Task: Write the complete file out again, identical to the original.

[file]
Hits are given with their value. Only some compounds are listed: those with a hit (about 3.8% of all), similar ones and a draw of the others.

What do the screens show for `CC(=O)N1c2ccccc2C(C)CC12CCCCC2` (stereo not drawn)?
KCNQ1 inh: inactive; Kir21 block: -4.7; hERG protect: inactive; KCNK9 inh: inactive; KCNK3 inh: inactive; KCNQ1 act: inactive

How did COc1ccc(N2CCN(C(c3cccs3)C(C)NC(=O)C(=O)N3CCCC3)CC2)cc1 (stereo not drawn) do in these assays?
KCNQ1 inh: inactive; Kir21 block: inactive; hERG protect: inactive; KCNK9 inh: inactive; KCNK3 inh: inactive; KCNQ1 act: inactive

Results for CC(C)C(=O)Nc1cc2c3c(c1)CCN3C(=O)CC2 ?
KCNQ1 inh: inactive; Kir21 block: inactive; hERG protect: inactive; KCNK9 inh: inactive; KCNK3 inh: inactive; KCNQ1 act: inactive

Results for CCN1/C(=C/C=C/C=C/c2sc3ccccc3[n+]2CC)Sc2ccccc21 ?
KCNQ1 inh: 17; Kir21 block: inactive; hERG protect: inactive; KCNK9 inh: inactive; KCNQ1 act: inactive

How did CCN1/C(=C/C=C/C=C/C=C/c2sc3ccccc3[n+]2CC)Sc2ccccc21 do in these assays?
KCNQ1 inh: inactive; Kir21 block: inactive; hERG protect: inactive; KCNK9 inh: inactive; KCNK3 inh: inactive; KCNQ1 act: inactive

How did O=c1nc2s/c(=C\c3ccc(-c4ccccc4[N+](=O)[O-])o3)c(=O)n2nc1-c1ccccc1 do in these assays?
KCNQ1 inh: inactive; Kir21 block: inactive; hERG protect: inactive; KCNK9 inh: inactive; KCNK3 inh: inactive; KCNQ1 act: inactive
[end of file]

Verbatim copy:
Hits are given with their value. Only some compounds are listed: those with a hit (about 3.8% of all), similar ones and a draw of the others.

What do the screens show for `CC(=O)N1c2ccccc2C(C)CC12CCCCC2` (stereo not drawn)?
KCNQ1 inh: inactive; Kir21 block: -4.7; hERG protect: inactive; KCNK9 inh: inactive; KCNK3 inh: inactive; KCNQ1 act: inactive

How did COc1ccc(N2CCN(C(c3cccs3)C(C)NC(=O)C(=O)N3CCCC3)CC2)cc1 (stereo not drawn) do in these assays?
KCNQ1 inh: inactive; Kir21 block: inactive; hERG protect: inactive; KCNK9 inh: inactive; KCNK3 inh: inactive; KCNQ1 act: inactive

Results for CC(C)C(=O)Nc1cc2c3c(c1)CCN3C(=O)CC2 ?
KCNQ1 inh: inactive; Kir21 block: inactive; hERG protect: inactive; KCNK9 inh: inactive; KCNK3 inh: inactive; KCNQ1 act: inactive

Results for CCN1/C(=C/C=C/C=C/c2sc3ccccc3[n+]2CC)Sc2ccccc21 ?
KCNQ1 inh: 17; Kir21 block: inactive; hERG protect: inactive; KCNK9 inh: inactive; KCNQ1 act: inactive

How did CCN1/C(=C/C=C/C=C/C=C/c2sc3ccccc3[n+]2CC)Sc2ccccc21 do in these assays?
KCNQ1 inh: inactive; Kir21 block: inactive; hERG protect: inactive; KCNK9 inh: inactive; KCNK3 inh: inactive; KCNQ1 act: inactive

How did O=c1nc2s/c(=C\c3ccc(-c4ccccc4[N+](=O)[O-])o3)c(=O)n2nc1-c1ccccc1 do in these assays?
KCNQ1 inh: inactive; Kir21 block: inactive; hERG protect: inactive; KCNK9 inh: inactive; KCNK3 inh: inactive; KCNQ1 act: inactive